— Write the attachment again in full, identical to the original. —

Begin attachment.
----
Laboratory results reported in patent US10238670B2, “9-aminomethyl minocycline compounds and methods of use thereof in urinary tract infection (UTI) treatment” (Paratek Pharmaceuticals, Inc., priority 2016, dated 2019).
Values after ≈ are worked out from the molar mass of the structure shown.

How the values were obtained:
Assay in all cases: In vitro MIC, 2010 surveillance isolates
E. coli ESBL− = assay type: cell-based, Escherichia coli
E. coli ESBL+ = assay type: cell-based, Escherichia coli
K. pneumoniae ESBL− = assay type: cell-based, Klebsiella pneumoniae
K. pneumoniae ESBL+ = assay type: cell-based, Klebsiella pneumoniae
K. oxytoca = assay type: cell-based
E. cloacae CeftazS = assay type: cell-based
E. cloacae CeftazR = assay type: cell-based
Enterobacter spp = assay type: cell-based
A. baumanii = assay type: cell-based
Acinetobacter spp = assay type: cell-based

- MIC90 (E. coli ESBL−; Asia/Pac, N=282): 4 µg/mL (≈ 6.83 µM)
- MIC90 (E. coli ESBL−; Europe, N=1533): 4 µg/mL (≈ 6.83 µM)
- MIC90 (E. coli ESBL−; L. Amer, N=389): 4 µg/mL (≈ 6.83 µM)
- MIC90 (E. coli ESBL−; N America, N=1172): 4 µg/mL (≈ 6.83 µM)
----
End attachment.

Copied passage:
Laboratory results reported in patent US10238670B2, “9-aminomethyl minocycline compounds and methods of use thereof in urinary tract infection (UTI) treatment” (Paratek Pharmaceuticals, Inc., priority 2016, dated 2019).
Values after ≈ are worked out from the molar mass of the structure shown.

How the values were obtained:
Assay in all cases: In vitro MIC, 2010 surveillance isolates
E. coli ESBL− = assay type: cell-based, Escherichia coli
E. coli ESBL+ = assay type: cell-based, Escherichia coli
K. pneumoniae ESBL− = assay type: cell-based, Klebsiella pneumoniae
K. pneumoniae ESBL+ = assay type: cell-based, Klebsiella pneumoniae
K. oxytoca = assay type: cell-based
E. cloacae CeftazS = assay type: cell-based
E. cloacae CeftazR = assay type: cell-based
Enterobacter spp = assay type: cell-based
A. baumanii = assay type: cell-based
Acinetobacter spp = assay type: cell-based

- MIC90 (E. coli ESBL−; Asia/Pac, N=282): 4 µg/mL (≈ 6.83 µM)
- MIC90 (E. coli ESBL−; Europe, N=1533): 4 µg/mL (≈ 6.83 µM)
- MIC90 (E. coli ESBL−; L. Amer, N=389): 4 µg/mL (≈ 6.83 µM)
- MIC90 (E. coli ESBL−; N America, N=1172): 4 µg/mL (≈ 6.83 µM)